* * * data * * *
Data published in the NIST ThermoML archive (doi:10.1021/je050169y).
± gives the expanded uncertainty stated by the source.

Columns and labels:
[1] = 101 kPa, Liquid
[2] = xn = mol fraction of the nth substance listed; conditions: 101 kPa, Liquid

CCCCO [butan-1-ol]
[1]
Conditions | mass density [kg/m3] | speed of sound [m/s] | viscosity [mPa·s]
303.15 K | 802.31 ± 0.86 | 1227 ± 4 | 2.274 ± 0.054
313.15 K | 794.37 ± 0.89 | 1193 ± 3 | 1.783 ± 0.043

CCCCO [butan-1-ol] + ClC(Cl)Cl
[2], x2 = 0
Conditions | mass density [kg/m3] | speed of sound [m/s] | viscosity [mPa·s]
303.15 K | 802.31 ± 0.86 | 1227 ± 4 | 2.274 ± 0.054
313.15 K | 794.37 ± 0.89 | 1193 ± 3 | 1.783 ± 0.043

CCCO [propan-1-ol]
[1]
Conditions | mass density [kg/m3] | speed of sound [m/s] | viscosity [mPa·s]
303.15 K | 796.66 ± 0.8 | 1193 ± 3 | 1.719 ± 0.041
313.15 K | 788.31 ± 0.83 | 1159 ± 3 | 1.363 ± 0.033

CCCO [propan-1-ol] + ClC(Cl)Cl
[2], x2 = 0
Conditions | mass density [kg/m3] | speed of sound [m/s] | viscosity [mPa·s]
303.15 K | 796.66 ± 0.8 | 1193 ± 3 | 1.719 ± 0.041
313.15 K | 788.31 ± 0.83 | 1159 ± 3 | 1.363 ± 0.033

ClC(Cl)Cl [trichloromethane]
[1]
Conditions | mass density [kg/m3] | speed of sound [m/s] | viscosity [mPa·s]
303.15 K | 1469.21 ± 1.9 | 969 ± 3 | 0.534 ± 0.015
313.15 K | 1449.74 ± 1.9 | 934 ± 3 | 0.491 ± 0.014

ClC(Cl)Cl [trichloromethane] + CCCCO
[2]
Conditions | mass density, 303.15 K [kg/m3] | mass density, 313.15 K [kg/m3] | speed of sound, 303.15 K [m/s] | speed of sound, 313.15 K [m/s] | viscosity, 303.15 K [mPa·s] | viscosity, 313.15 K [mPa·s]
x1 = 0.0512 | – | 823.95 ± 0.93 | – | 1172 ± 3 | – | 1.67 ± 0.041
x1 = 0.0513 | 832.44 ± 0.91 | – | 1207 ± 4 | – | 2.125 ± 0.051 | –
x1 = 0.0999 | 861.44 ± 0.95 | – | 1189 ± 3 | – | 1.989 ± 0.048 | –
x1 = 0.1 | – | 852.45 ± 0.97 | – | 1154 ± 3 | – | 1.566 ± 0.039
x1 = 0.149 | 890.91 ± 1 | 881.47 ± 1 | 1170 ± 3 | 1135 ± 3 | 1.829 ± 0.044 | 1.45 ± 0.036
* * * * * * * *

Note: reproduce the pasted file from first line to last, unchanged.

Data published in the NIST ThermoML archive (doi:10.1021/je050169y).
± gives the expanded uncertainty stated by the source.

Columns and labels:
[1] = 101 kPa, Liquid
[2] = xn = mol fraction of the nth substance listed; conditions: 101 kPa, Liquid

CCCCO [butan-1-ol]
[1]
Conditions | mass density [kg/m3] | speed of sound [m/s] | viscosity [mPa·s]
303.15 K | 802.31 ± 0.86 | 1227 ± 4 | 2.274 ± 0.054
313.15 K | 794.37 ± 0.89 | 1193 ± 3 | 1.783 ± 0.043

CCCCO [butan-1-ol] + ClC(Cl)Cl
[2], x2 = 0
Conditions | mass density [kg/m3] | speed of sound [m/s] | viscosity [mPa·s]
303.15 K | 802.31 ± 0.86 | 1227 ± 4 | 2.274 ± 0.054
313.15 K | 794.37 ± 0.89 | 1193 ± 3 | 1.783 ± 0.043

CCCO [propan-1-ol]
[1]
Conditions | mass density [kg/m3] | speed of sound [m/s] | viscosity [mPa·s]
303.15 K | 796.66 ± 0.8 | 1193 ± 3 | 1.719 ± 0.041
313.15 K | 788.31 ± 0.83 | 1159 ± 3 | 1.363 ± 0.033

CCCO [propan-1-ol] + ClC(Cl)Cl
[2], x2 = 0
Conditions | mass density [kg/m3] | speed of sound [m/s] | viscosity [mPa·s]
303.15 K | 796.66 ± 0.8 | 1193 ± 3 | 1.719 ± 0.041
313.15 K | 788.31 ± 0.83 | 1159 ± 3 | 1.363 ± 0.033

ClC(Cl)Cl [trichloromethane]
[1]
Conditions | mass density [kg/m3] | speed of sound [m/s] | viscosity [mPa·s]
303.15 K | 1469.21 ± 1.9 | 969 ± 3 | 0.534 ± 0.015
313.15 K | 1449.74 ± 1.9 | 934 ± 3 | 0.491 ± 0.014

ClC(Cl)Cl [trichloromethane] + CCCCO
[2]
Conditions | mass density, 303.15 K [kg/m3] | mass density, 313.15 K [kg/m3] | speed of sound, 303.15 K [m/s] | speed of sound, 313.15 K [m/s] | viscosity, 303.15 K [mPa·s] | viscosity, 313.15 K [mPa·s]
x1 = 0.0512 | – | 823.95 ± 0.93 | – | 1172 ± 3 | – | 1.67 ± 0.041
x1 = 0.0513 | 832.44 ± 0.91 | – | 1207 ± 4 | – | 2.125 ± 0.051 | –
x1 = 0.0999 | 861.44 ± 0.95 | – | 1189 ± 3 | – | 1.989 ± 0.048 | –
x1 = 0.1 | – | 852.45 ± 0.97 | – | 1154 ± 3 | – | 1.566 ± 0.039
x1 = 0.149 | 890.91 ± 1 | 881.47 ± 1 | 1170 ± 3 | 1135 ± 3 | 1.829 ± 0.044 | 1.45 ± 0.036